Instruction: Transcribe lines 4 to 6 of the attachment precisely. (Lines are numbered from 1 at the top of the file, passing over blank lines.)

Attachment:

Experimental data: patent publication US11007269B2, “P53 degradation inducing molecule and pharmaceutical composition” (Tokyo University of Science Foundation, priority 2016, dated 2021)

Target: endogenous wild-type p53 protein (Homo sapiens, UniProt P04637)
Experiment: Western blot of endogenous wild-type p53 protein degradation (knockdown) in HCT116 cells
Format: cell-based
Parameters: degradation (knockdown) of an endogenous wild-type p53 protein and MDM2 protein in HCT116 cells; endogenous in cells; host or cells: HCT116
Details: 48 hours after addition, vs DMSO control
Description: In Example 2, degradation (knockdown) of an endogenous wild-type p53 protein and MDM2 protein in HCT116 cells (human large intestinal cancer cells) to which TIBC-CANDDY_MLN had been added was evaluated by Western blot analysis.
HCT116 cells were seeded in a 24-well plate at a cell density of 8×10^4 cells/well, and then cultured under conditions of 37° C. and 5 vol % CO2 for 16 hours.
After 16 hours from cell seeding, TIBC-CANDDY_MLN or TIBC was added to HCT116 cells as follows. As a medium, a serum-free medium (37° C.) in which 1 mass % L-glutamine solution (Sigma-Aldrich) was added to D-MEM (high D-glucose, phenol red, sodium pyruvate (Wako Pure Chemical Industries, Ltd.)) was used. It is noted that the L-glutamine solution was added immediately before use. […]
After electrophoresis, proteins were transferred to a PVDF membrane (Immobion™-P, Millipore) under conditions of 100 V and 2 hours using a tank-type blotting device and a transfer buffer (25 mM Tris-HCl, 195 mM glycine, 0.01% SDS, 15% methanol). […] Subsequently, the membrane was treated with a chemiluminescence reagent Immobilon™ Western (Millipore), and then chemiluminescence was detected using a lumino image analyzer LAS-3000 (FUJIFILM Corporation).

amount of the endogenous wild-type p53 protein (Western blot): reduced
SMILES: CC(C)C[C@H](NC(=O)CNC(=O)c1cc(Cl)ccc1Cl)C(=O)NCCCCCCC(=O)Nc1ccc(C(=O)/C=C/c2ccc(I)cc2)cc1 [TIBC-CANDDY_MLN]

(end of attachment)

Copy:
Format: cell-based
Parameters: degradation (knockdown) of an endogenous wild-type p53 protein and MDM2 protein in HCT116 cells; endogenous in cells; host or cells: HCT116
Details: 48 hours after addition, vs DMSO control